Taming the noise on the SuperMicro
The SuperMicro SC835 chassis I picked up a while back has been annoying me with noise lately. I’m trying to hold out because we’re hoping to buy a house this year, so if we can do that and I can put the server out away from everyone I won’t really care about noise. But oh my god is it infuriating lately!
I spent some time over the last couple weeks playing with a few different ways to poke fan control signals into the X8DAH+-F motherboard, to no avail. After reading a bunch of forum posts and some code of questionable quality, I found someone with a similar issue as mine and the developer’s response was “just use some low noise adaptors” and it seemed so obvious.
Since Duncan’s PC needed one of the cheap fans in it replaced (it started groaning) and so I had to place an order to PCCG anyway, I decided to pick up a pack of three LNAs. Since I already have two that came with my fan that’s five which is the same as the number of fans I have, so it was a no-brainer! I’m not sure whether the fans have too much current draw for the LNAs, but we’ll see.
While I had it apart, since I’ve had no bites on trying to sell the PowerEdge R510, I figured I’d knock the X5650 CPUs from it. I pulled out the E5540s from the SuperMicro and swapped the 6-core units in. The slightly newer CPUs run significantly cooler and the performance is actually greatly increased!
So between that and the lower fan speeds, by far the loudest thing in the machine is the PSU, which for not a lot of money I can replace it with a 920-SQ PSU and eliminate that issue as well… so I think I’m going to do it.
Update 2021-02-04: I looked up the specs for the LNAs (probably should have done that before I bought them to be honest), they’re good for 2.5W. By my calculations, the worst of the fans are capable of doing about three times that. Since they’re just resistors, it seems likely that overheating is the most common failure mode, so instead of tucking them out of the way I made sure they were in line of the fans, and we’ll see how long they last.
I caved and spent $99AUD on a “Super Quiet” PSU for the machine (full part number is PWS-920P-SQ), and it’s made a huge difference. The fans in the machine are now definitely the loudest thing in my office, but even they’re fairly quiet. It’s hands down quieter than the R510 even at idle, and the high-pitched whine portion of the noise is mostly gone, which makes a significant difference to the livability of the room.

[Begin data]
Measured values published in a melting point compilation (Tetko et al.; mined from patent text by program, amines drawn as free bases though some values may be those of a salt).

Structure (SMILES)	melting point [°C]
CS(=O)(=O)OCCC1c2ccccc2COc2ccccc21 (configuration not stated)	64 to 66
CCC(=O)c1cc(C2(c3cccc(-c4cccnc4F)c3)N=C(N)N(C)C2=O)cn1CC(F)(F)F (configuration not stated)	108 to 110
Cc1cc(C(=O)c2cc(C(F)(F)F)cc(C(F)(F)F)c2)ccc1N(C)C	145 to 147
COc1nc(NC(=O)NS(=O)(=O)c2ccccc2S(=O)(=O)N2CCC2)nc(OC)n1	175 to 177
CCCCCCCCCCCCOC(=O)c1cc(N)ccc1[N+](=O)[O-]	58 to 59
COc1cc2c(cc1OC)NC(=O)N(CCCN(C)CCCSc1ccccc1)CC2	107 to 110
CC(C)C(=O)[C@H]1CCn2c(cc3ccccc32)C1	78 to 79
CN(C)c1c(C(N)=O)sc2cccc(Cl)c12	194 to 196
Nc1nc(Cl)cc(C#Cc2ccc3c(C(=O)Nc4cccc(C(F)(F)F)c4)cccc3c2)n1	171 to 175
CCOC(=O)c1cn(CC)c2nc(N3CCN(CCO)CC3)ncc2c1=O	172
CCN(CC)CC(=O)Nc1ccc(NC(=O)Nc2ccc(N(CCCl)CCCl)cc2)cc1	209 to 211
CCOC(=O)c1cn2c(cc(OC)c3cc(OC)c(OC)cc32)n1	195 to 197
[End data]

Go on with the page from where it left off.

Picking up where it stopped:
Update 2021-02-05: Unable to leave well enough alone, I took another look at the output of
sensors and noted that what I originally thought was the ethernet adaptor is actually the chipset. It was running at a toasty 80C most of the time, and occasionally hit 90C (with the configured redline being 100C and critical being 110C). Once it dawned on me that this thing was genuinely hot (I figured it was just a reporting error, as I thought it was the Intel ethernet adaptor which sits idle, and could probably be removed), I scrounged up a couple of 92mm Foxconn fans I had laying around since forever, sat one on top of the two chipset heatsinks and the other pointed at the HBA and the temps dropped significantly.
After this, the chipset’s hovering around 50C (with around a 24C ambient temp and almost 30C in the case). Everything else is happy, including the drives (which I was worried about with lowering the fan speed of the front fans). But jeeze, knocking 40~50C off the chipset, what a difference! This appears to have been what was causing the fan ramp up/down in the mornings and allowed the machine to permanently drop the fan speeds to the morning speeds, which is great because it’s whisper quiet at that point. So as long as the LNAs don’t burst into flames I’m pretty content for right now.
Will I go further and replace the fans in the fanwall? We’ll see, particularly in the colder weather I don’t see any pressing need right now… though if the LNAs start burning out I may need to reconsider that rather quickly. I’m still not sure whether to simply buy five Noctua NF-A8s (they don’t have near the static pressure the current fans have, but I’m honestly not sure I need it), or to drill out the rivets on the fanwall and replace it entirely with something that allows larger fans.
To be decided…